Johnny Miller: How to Learn From Phil Mickelson's Flaws
I’ve covered Phil Mickelson’s entire career, from his 1990 U.S. Amateur win through this year's Ryder Cup. Lefty, in a word? Amazing. What I love most about Phil is that you can't predict what he's going to do. He makes you wonder, "Will he shoot 62, or balloon to a 76?" The fact that he can go ultralow at a moment's notice adds to his living-legend status. There's nobody like him.
If it weren't for Tiger Woods, Phil would have been The Man for the past two decades. He has bagged 42 PGA Tour wins, which puts him on the cusp of passing Walter Hagen, who had 45. Walter Hagen! And if he'd converted a chunk of his 14 top-3 finishes in majors into victories, we'd be talking about Phil—not Tiger—chasing Nicklaus's record for major wins.
I rarely talk about coaching players, but I would've loved a crack at teaching Mickelson. Let's start with the obvious: His driving is erratic. It was erratic when he won a Tour event as a boyish 20-year-old undergrad at Arizona State, and it was erratic when he finished runner-up to Rory McIlroy at this year's PGA Championship. In 2014, Phil hit just over half his fairways—58 percent, to be exact, to finish 140th in driving accuracy.
I see two major flaws in Phil's driver swing, and these have combined to make it tough for him to square the clubface at impact (so listen up, slicers!). The first is that he takes the club too far past parallel at the top of his backswing. Yeah, I know Bubba Watson swings past parallel, too, but Bubba holds the face fairly square at the top, while Phil lets it turn a bit. So for Lefty it's a double-whammy of too long and too open. Phil's second driving flaw? He transitions from his too-long backswing to a very narrow downswing. And I mean narrow. Notice in the sequence (above) how close the shaft gets to the back of his neck starting down. That's crazy! From there, he has to play "catch up" with the clubhead all the way to impact. He often loses this game and hits a big block left.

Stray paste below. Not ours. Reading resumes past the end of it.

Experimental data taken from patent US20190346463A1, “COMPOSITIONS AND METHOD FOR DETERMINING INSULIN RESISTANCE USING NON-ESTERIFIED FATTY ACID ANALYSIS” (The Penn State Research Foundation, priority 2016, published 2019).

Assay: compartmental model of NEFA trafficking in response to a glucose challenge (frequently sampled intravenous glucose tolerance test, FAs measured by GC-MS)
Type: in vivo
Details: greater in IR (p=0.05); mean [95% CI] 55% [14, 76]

I'd like to see him—and you—swing just short of parallel for more control, and to start down with the hands as far away from the head as possible. Great drivers make a big circle with their hands on the downswing, not a small one. This full extension, with the hands away from the head, ramps up the power while keeping the club on plane, and this lets you hit it far and straight.
It's been an amazing ride for Phil. With two tweaks to his driver swing, it could have been the greatest ever.
Three Other Players I'd Like to Fix
1 BUBBA WATSON: He needs to stop curving the ball so much with his irons and wedges. I like the creativity, but you should never play a shot that gets you in trouble if you hit it straight.
2 DUSTIN JOHNSON: He's got the best golf body the game has ever seen. He just needs a push. My advice? Get mad about not winning, Dustin! Trust me: Money's good, but trophies are better.
3 ADAM SCOTT: I wouldn't touch his gorgeous swing. I'd just show him old footage of Phil taking poor risks. Roll the dice, Adam, but choose wisely.